This column is written by Andy Williams, an electrical engineer studying for a masters degree in renewable energy technology and a member of Extinction Rebellion, who lives in Chalford.

EXTINCTION Rebellion. How did a movement started by a small group of Stroud people become so successful?

XR is less than a year old, and yet it has spread around the world with astonishing speed and after years of hardly mentioning it, the UK parliament has declared a Climate Emergency.

A lot of this success must be down to the Stroud-based founders of the movement. Clearly the potent mix of non-violent civil disobedience, a caring culture, deep respect, and a simple set of demands plays a large part.

But there is something else.

Many of us have been deeply worried about climate change for decades.

But MPs kept quiet because they were sure it was a vote loser and the media rarely covered it. So there was deadly silence in the face of this looming catastrophe.

In 2006 the Stern Review of Climate Change was launched.

In 2015 the Pope endorsed the work of the climate scientists, as did the Archbishop of Canterbury in 2017.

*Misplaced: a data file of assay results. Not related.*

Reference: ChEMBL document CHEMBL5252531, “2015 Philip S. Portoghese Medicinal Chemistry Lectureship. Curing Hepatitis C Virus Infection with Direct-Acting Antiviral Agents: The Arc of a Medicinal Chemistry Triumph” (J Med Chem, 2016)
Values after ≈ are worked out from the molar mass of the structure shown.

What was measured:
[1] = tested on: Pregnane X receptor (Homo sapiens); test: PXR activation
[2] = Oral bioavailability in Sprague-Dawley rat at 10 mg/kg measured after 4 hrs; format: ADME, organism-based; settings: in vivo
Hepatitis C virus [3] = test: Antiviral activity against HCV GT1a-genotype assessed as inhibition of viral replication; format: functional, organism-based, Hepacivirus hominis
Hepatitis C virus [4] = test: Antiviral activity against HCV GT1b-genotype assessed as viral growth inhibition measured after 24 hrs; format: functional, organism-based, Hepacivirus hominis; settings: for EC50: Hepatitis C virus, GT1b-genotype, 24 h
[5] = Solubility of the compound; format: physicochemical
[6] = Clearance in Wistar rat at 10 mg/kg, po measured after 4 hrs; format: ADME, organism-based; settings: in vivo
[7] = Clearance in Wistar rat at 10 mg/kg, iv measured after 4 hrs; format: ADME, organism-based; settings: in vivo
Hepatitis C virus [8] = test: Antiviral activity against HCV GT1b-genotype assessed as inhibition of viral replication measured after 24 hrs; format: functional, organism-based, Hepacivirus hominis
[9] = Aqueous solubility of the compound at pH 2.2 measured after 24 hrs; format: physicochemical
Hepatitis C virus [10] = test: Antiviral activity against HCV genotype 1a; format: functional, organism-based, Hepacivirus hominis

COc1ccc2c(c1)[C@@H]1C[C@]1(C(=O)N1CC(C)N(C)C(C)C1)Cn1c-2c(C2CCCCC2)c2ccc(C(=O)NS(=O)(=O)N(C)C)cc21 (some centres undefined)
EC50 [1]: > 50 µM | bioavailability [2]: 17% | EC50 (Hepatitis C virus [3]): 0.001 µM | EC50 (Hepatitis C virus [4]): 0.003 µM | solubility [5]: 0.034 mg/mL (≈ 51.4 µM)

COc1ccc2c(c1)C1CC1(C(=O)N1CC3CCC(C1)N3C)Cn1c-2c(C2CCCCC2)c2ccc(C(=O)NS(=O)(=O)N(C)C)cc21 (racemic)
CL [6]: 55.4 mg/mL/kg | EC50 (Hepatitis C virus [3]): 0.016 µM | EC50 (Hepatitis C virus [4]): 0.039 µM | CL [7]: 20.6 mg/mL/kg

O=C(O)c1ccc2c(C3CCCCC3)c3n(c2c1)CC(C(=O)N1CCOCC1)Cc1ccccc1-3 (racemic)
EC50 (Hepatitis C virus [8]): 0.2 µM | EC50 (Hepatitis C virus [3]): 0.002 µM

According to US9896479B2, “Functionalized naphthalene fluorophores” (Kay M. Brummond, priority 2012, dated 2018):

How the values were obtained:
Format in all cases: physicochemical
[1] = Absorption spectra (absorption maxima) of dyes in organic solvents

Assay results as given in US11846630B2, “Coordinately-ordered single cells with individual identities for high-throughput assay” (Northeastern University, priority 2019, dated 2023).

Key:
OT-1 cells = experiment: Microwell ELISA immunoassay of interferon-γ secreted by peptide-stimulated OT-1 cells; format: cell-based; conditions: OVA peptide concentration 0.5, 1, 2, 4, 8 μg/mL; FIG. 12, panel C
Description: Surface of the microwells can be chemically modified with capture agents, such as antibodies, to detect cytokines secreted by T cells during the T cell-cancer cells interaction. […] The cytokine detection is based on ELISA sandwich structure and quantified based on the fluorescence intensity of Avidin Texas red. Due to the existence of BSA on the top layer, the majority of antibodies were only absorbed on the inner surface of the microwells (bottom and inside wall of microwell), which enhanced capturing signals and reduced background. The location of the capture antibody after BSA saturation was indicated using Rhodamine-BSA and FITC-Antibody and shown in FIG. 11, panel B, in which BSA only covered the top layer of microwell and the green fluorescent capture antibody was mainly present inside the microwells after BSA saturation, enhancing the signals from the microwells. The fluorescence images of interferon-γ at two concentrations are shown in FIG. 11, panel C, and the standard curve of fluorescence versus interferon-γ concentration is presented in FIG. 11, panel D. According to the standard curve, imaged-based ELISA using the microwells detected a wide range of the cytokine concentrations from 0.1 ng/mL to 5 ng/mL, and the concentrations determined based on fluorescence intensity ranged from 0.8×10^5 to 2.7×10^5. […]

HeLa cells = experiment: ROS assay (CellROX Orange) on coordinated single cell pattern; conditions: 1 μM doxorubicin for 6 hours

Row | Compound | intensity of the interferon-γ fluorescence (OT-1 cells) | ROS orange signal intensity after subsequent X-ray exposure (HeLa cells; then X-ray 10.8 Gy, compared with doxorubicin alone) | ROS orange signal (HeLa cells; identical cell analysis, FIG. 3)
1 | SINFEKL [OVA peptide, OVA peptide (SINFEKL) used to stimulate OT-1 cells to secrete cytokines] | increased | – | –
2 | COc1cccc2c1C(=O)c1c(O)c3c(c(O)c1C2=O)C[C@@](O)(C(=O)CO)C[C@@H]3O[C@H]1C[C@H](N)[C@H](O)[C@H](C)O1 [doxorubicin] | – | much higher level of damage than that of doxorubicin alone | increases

People listened for a moment, but the news agenda moved swiftly on. The general feeling seemed to be “It can’t be that bad or someone would be doing something about it”.

But last year things started to change.

In the space of a few months a Swedish schoolgirl started a lonely climate strike, the IPCC published its urgent 1.5° report, and Extinction Rebellion was born.

The massive XR actions in April coincided with the Attenborourgh programme, and a European tour by Greta Thunberg.

But who were we rebelling against. We were given full use of a Waterloo church and the police seemed to be with us.

And then at the Climate Emergency debate nearly all MPs turned out to be fervent supporters of action on climate change.

XR Rebellion was a movement whose exact time had come. And suddenly it was OK – even cool – to talk about climate action.

But still half our electricity and most of our heating and transport relies on fossil fuels while a vast amount of renewable energy goes to waste.

We need to be zero carbon very soon, but right now the UK is pumping out a million tons of carbon dioxide every day. The work of XR is by no means over.